Building the Medieval Trebuchet

Saturday, January 5, 2019
Stevens C Prefunction (Hilton Chicago)
Daniel Bertrand, Utah State University
The counterweight trebuchet was the heavy artillery of the Middle Ages, using gravity to hurl projectiles and destroy fortifications. The trebuchet, a type of catapult, traveled from Ancient China to the Middle East, where it evolved to use a counterweight instead of manpower in the 12th century, allowing it to become more powerful. In the early 13th century it spread throughout Eurasia, and in the late 13th century trebuchets became monster machines, likely more than 60 feet tall, throwing stones weighing 300lbs farther than 300 yards. Trebuchets changed the political and architectural landscape of Europe until being replaced by later gunpowder cannons.

To this day, it is unclear how trebuchets were conceived or constructed. How would a master engineer design an “engine,” and how would something so large have been assembled? Learning how these machines were made can tell us why sieges succeeded or failed. Since sources with technical details are scarce, one of the best ways to answer these questions is through reproducing a machine based on extant drawings, like those of Villard de Honnecourt and Conrad Kyeser, and known techniques, like the timber joinery used in surviving buildings. While replica historical machines have been made in modern times, the majority of these are in Europe, and the tools and methodologies of making trebuchets have not been widely published.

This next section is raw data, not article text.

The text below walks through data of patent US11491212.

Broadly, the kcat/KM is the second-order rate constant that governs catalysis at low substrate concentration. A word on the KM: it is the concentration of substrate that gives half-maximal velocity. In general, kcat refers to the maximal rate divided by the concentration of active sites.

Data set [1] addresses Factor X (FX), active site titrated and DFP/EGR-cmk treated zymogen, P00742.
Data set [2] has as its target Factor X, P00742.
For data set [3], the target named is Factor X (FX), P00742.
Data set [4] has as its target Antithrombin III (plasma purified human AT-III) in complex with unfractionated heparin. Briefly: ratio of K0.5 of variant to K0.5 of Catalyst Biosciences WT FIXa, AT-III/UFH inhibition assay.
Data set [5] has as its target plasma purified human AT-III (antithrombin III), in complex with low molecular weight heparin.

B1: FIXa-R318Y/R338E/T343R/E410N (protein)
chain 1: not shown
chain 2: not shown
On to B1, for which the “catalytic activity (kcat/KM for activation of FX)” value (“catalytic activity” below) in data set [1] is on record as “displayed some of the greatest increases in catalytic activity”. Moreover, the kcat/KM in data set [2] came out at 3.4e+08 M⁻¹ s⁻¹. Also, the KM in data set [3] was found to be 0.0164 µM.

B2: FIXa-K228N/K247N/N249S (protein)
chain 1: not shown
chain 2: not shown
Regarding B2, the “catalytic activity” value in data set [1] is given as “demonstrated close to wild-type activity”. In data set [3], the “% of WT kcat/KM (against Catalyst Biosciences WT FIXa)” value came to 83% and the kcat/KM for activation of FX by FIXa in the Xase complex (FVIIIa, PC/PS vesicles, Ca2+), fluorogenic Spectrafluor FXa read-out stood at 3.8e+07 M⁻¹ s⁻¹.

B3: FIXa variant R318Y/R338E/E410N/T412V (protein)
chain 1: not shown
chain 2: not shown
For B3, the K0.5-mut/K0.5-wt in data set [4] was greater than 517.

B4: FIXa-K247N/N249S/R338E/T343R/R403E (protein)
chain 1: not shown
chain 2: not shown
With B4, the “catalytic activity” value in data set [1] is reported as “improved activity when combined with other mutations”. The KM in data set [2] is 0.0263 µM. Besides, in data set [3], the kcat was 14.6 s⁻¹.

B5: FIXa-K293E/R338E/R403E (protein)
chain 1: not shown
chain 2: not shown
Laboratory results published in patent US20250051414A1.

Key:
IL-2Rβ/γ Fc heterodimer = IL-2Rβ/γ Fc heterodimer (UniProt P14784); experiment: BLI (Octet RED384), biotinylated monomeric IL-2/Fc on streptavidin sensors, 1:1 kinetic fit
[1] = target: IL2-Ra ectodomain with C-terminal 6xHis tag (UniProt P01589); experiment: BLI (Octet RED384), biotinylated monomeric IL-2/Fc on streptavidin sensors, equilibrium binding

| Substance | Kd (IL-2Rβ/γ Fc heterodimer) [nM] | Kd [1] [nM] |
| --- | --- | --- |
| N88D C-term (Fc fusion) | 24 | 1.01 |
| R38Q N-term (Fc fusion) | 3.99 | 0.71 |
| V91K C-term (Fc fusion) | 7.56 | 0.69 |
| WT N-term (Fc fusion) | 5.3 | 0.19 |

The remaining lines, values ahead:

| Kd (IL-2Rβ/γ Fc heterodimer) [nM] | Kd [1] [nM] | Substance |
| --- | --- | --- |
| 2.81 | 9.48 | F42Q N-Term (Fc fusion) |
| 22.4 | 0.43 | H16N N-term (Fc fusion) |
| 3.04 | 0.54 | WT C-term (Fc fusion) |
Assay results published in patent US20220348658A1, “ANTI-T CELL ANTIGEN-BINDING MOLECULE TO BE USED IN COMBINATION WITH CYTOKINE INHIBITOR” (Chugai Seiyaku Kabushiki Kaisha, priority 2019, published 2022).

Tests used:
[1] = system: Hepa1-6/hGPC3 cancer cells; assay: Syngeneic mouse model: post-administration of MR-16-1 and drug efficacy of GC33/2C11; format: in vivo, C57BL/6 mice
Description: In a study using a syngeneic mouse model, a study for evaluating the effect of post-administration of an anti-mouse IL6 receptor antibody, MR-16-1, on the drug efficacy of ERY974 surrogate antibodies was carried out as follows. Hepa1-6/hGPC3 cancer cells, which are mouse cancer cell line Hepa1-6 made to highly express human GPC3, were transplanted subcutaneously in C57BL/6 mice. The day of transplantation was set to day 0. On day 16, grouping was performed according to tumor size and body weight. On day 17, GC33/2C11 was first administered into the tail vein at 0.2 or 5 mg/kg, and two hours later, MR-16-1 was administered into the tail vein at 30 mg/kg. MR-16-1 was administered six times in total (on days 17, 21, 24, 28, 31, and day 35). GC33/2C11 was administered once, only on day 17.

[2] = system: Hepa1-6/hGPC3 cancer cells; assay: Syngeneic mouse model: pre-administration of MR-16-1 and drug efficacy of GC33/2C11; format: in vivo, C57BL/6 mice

My research traced the specifics of building and operating trebuchets with medieval techniques via construction of a half-scale machine (33 feet tall). In the emerging field of experimental history, I have documented the methodologies I used to construct my trebuchet through pictures, videos, and an online blog.

This poster argues that medieval trebuchets were constructed with timber framed wood joints, which were both sturdy and easy to disassemble. It also argues that components of trebuchets were raised into the air with lifting shears, a type of crane. My project shows that craftsmen of the Middle Ages knew how to use simple machines to accomplish complex tasks, and that assembling and operating a trebuchet is difficult. These insights give weight to the logistical difficulties of transporting and reassembling these machines at sieges, which was done later in their use. My project also shows the strength of wooden axles, used on most machines. While most of these things have been discussed independently by scholars, my project will bring all of these concepts together in the context of building trebuchets.

My poster will illustrate these arguments by featuring photos of the replica machine in various stages of its construction. These will be contrasted with drawings and manuscripts from the Middle Ages, allowing me to discuss the differences between the medieval sources, and why I chose to build my machine the way I did.

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